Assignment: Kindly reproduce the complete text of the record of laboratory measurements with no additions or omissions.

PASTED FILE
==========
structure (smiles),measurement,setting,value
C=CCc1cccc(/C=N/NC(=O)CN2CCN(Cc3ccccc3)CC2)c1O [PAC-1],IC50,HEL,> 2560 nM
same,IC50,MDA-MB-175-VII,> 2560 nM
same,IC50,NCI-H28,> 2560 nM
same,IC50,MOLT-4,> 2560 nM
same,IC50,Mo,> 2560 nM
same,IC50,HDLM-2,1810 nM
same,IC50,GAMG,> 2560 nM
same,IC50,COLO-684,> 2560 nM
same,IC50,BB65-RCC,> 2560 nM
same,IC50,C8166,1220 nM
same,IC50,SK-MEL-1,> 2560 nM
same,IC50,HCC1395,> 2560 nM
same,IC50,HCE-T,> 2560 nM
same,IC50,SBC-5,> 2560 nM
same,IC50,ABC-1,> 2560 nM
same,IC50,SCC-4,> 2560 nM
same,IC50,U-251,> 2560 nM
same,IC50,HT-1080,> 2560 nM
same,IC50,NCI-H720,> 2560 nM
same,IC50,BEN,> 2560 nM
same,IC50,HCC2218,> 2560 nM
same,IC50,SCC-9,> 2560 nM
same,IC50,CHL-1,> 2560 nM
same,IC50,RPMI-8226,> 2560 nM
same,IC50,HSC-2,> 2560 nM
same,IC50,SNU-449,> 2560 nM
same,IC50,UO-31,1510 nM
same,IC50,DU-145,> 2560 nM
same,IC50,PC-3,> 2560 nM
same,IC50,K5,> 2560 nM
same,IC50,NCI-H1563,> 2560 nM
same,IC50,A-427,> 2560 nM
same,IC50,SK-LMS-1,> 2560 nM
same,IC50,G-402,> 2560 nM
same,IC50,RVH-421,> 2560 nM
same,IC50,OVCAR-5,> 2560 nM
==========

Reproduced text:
structure (smiles),measurement,setting,value
C=CCc1cccc(/C=N/NC(=O)CN2CCN(Cc3ccccc3)CC2)c1O [PAC-1],IC50,HEL,> 2560 nM
same,IC50,MDA-MB-175-VII,> 2560 nM
same,IC50,NCI-H28,> 2560 nM
same,IC50,MOLT-4,> 2560 nM
same,IC50,Mo,> 2560 nM
same,IC50,HDLM-2,1810 nM
same,IC50,GAMG,> 2560 nM
same,IC50,COLO-684,> 2560 nM
same,IC50,BB65-RCC,> 2560 nM
same,IC50,C8166,1220 nM
same,IC50,SK-MEL-1,> 2560 nM
same,IC50,HCC1395,> 2560 nM
same,IC50,HCE-T,> 2560 nM
same,IC50,SBC-5,> 2560 nM
same,IC50,ABC-1,> 2560 nM
same,IC50,SCC-4,> 2560 nM
same,IC50,U-251,> 2560 nM
same,IC50,HT-1080,> 2560 nM
same,IC50,NCI-H720,> 2560 nM
same,IC50,BEN,> 2560 nM
same,IC50,HCC2218,> 2560 nM
same,IC50,SCC-9,> 2560 nM
same,IC50,CHL-1,> 2560 nM
same,IC50,RPMI-8226,> 2560 nM
same,IC50,HSC-2,> 2560 nM
same,IC50,SNU-449,> 2560 nM
same,IC50,UO-31,1510 nM
same,IC50,DU-145,> 2560 nM
same,IC50,PC-3,> 2560 nM
same,IC50,K5,> 2560 nM
same,IC50,NCI-H1563,> 2560 nM
same,IC50,A-427,> 2560 nM
same,IC50,SK-LMS-1,> 2560 nM
same,IC50,G-402,> 2560 nM
same,IC50,RVH-421,> 2560 nM
same,IC50,OVCAR-5,> 2560 nM